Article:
On February 9, the Center on the U.S. and Europe (CUSE) at Brookings and the Heinrich Böll Foundation hosted Czech Foreign Minister Karel Schwarzenberg for a public address on the transatlantic relationship.
With a new American president and administration now in office, an opportunity has arisen for revitalizing the transatlantic partnership. The 27 members of the European Union, under the leadership of the Czech Republic, which currently holds the rotating presidency of the European Council, is ready to work on new priorities and approaches to U.S. – Europe relations. In his remarks, Foreign Minister Schwarzenberg offered thoughts on these priorities, including on dealing with the challenges posed by the Middle East, Afghanistan, Russia and questions such as energy security and coping with climate change.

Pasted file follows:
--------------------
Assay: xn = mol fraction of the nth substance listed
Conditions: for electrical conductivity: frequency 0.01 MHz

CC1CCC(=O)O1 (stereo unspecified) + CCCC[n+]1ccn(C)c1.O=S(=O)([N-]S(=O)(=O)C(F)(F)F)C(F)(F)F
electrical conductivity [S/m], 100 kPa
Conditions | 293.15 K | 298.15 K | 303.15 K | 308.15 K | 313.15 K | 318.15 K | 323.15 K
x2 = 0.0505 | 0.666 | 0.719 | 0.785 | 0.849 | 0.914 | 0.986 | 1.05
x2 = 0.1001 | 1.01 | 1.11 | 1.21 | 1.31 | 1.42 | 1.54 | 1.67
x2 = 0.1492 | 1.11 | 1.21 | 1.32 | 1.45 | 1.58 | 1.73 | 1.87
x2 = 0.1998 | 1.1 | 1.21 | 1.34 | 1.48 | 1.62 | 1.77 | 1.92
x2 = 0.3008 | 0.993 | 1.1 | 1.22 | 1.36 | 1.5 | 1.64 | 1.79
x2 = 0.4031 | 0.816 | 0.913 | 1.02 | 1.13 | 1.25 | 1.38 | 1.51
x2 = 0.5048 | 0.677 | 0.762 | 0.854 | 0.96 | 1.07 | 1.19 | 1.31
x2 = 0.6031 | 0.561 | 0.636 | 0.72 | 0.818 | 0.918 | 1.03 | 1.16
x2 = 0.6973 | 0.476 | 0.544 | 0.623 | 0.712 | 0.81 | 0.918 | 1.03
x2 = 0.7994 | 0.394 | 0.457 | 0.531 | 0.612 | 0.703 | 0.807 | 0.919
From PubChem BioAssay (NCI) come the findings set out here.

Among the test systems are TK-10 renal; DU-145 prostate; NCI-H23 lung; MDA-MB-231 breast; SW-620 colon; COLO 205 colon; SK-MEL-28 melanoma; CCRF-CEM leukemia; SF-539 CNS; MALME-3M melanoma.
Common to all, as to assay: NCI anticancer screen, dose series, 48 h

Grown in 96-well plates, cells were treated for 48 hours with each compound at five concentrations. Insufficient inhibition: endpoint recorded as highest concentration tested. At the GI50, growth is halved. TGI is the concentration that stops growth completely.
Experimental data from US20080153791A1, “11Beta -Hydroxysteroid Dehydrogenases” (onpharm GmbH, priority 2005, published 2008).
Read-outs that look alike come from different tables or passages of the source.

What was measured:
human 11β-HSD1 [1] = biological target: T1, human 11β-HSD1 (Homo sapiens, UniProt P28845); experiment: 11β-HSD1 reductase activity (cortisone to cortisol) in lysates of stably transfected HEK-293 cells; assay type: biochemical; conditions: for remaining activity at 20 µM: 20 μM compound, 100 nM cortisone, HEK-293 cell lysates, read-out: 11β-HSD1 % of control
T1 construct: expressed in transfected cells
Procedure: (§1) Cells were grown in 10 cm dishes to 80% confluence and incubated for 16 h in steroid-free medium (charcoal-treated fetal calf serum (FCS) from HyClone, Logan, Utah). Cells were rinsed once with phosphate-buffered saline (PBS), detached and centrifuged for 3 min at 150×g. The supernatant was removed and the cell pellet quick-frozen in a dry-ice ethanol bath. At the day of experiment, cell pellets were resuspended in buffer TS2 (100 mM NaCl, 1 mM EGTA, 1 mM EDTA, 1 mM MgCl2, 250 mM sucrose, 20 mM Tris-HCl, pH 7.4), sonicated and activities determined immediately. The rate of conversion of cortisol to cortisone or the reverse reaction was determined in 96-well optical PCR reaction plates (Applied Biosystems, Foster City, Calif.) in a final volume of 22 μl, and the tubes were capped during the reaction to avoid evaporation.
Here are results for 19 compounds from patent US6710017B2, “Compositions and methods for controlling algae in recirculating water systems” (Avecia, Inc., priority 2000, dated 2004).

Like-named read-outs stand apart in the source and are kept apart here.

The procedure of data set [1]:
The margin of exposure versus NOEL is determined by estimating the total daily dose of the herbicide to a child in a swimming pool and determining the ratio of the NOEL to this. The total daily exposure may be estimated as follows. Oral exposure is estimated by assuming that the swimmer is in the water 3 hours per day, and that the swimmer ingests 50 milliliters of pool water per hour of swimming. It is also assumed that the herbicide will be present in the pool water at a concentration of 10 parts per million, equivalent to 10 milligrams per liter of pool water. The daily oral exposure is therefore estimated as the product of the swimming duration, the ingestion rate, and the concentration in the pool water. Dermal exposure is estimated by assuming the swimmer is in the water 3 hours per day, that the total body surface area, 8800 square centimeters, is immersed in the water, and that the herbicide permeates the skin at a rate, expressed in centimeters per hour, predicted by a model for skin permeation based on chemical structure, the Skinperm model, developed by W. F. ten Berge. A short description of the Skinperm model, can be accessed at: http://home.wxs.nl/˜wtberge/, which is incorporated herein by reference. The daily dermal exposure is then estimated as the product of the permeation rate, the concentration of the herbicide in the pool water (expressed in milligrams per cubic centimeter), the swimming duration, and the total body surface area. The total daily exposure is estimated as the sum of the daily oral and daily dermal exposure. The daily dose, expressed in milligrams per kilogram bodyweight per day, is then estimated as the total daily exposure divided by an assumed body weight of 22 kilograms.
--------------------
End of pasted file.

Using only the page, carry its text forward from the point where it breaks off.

H.E. Karel Schwarzenberg became Foreign Minister in 2007. Previously, he served as the Chairman of the Committee on Foreign Affairs, Defense and Security in the Senate of the Czech Parliament. He was President of the International Helsinki Federation for Human Rights (1984-1991), Chancellor in the Office of Czech President Havel (1990-1992). He was elected to the Senate of the Czech Parliament in 2004.
“The 21st century has revalued these small geographies. That’s what the 21st century demands,” Katz said, noting that these days, “[w]e aren’t innovating in isolated business parks” in the suburbs.